When I studied, I was never very enthusiastic to be in front of an audience, but these trainings really helped me to gain some more confidence and feel more comfortable. This later turned out to be a useful skill in my next project challenge.
Due to my equipment related experience I built during the first project, I was approached by the gLIMS project team. They were looking for someone who could assist in implementing the instrument management module of a global LIMS application into the analytical labs. When I found out what they did, I was eager to join their team as it seemed a great challenge to me. I was very thankful to be given the opportunity to be part of an enthusiastic team composed of very experienced people, each a specialist in their area.
As I started, my knowledge of the company’s business processes was limited to “laboratory equipment qualification”. However, as the project proceeded, I gained insight into the general laboratory processes, next to the rather limited scope of equipment qualification. I was able to create more of a “helicopter view” of the different business processes that are taking place within a company. Furthermore, by attending a business process modelling course, I was provided with tools to visualise the business “as is” and “to be” situation. Business process analysis was an entirely unknown field of expertise to me which was elucidated by being part of the gLIMS project team. I consider this gathered knowledge as valuable given the fact that these principles are applicable on a wide variety of organisations, not only on the pharmaceutical industry. In addition to this, being part of a global team is not only enriching on a professional level, but also on a personal level. International communications and discussions across different sites add a supplementary fascinating touch to the project as a whole.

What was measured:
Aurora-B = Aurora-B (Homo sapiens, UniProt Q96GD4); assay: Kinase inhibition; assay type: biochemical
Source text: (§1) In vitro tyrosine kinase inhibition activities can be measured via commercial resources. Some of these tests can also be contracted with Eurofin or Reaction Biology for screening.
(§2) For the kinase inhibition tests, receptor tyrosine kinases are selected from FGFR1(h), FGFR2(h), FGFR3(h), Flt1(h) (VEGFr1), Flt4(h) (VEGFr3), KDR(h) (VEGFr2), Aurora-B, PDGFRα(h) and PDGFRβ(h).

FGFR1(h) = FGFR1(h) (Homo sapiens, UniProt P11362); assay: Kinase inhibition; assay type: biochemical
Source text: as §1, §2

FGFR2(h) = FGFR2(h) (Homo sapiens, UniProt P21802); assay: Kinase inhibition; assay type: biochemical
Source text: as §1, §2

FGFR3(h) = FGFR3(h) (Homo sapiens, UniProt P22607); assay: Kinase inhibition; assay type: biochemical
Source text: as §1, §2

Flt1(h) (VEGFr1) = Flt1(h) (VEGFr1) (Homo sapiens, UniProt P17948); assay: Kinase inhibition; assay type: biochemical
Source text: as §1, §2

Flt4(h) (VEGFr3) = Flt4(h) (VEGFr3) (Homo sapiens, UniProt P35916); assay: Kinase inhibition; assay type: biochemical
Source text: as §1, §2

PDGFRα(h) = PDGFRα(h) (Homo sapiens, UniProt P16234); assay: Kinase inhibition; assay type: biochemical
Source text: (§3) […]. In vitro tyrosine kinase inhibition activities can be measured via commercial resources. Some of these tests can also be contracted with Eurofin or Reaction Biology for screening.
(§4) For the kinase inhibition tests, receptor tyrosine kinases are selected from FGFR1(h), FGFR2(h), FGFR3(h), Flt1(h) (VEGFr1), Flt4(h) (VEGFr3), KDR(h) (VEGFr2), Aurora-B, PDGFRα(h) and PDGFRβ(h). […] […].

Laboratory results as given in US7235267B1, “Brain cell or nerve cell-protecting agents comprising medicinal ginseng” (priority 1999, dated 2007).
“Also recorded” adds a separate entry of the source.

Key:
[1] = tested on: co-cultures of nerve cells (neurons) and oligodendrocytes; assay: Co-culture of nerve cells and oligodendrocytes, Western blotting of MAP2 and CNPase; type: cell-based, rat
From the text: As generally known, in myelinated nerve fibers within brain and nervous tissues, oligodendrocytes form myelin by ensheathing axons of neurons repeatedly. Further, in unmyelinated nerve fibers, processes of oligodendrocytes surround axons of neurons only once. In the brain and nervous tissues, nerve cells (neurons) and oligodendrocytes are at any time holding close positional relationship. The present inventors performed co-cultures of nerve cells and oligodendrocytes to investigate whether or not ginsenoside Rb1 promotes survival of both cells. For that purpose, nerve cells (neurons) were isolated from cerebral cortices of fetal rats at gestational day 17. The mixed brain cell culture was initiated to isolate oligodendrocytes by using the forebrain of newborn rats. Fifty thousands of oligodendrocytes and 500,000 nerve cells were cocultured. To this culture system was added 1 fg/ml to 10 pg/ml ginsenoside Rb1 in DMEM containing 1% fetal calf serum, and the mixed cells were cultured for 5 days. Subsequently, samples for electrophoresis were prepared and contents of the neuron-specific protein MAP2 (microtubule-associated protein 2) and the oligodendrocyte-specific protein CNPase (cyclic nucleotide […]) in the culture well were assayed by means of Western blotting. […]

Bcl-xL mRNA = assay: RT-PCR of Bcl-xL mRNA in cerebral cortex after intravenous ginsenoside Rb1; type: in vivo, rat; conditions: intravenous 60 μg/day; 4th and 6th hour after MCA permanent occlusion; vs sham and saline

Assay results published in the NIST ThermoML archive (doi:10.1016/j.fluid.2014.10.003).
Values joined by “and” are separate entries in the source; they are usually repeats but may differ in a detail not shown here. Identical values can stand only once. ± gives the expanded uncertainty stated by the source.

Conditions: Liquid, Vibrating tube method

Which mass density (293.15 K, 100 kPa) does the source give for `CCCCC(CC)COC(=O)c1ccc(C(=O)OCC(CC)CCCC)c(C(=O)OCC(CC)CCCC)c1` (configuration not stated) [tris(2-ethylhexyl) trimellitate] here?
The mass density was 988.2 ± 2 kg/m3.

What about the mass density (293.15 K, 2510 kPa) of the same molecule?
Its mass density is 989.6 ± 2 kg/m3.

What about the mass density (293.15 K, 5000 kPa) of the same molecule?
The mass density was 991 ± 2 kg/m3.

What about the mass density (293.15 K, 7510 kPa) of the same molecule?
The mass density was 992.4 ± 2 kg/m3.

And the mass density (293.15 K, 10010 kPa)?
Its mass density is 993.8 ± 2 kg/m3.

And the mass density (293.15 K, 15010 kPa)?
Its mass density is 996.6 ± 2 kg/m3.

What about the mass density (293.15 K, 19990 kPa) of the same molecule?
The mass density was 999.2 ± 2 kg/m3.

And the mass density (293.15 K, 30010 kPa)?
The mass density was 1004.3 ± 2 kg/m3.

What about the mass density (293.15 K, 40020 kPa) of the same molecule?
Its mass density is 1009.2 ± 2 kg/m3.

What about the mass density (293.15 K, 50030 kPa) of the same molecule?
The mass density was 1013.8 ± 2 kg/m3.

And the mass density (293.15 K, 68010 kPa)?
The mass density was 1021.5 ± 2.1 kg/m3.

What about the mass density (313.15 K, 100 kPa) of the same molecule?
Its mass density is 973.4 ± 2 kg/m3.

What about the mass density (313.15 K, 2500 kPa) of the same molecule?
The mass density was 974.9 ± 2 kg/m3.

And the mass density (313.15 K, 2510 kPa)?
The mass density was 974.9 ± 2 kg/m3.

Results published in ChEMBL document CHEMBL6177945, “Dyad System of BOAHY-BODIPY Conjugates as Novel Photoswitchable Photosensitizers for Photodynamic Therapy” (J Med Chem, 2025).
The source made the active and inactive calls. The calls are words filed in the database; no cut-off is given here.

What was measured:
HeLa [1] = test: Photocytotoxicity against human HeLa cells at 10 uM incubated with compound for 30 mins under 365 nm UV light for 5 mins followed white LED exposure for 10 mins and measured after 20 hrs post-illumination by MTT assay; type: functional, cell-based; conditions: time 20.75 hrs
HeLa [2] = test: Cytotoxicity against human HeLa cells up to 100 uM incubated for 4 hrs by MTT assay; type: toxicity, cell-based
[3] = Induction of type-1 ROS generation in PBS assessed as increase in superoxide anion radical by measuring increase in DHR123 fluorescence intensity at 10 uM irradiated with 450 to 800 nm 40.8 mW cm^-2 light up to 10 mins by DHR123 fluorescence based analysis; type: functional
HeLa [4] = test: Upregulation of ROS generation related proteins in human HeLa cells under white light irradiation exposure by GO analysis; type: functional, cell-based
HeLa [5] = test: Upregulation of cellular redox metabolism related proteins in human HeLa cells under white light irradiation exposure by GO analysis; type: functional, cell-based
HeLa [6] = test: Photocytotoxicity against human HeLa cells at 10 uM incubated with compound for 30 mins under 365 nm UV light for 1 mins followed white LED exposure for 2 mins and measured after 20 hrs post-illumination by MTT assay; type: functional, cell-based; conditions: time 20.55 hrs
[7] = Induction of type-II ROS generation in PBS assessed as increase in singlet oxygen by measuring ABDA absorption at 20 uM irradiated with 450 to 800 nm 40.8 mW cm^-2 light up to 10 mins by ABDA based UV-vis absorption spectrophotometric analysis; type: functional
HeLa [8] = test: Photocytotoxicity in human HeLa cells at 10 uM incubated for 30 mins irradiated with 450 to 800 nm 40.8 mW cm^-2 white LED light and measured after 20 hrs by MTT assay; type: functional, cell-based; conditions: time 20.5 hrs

Next to the things you learn along the way, pi invests in supporting you to develop technical and personal skills by means of their “personal development plan”. In cooperation with the consultant, they try to find training courses tailored to their needs, which suits my personal interpretation of Benjamin Franklin’s words – “Tell me and I forget, teach me and I may remember, involve me and I learn”.
When you would ask me to summarise my first work experience and define the role pi played in these past two years, I would conclude as follows: Despite I had no work experience at the beginning, pi provided me the opportunity to be part of projects that have a significant impact on business at the client’s site. In that way I was able to learn a lot from experts in the field but also from associated trainings. pi really supports me in my personal career growth and helps me to clarify my vision.
As you can read in this article, being part of pi helped me to achieve quite some personal and professional milestones during the first years of my career.
Jonas De Roo
Junior associate @ pi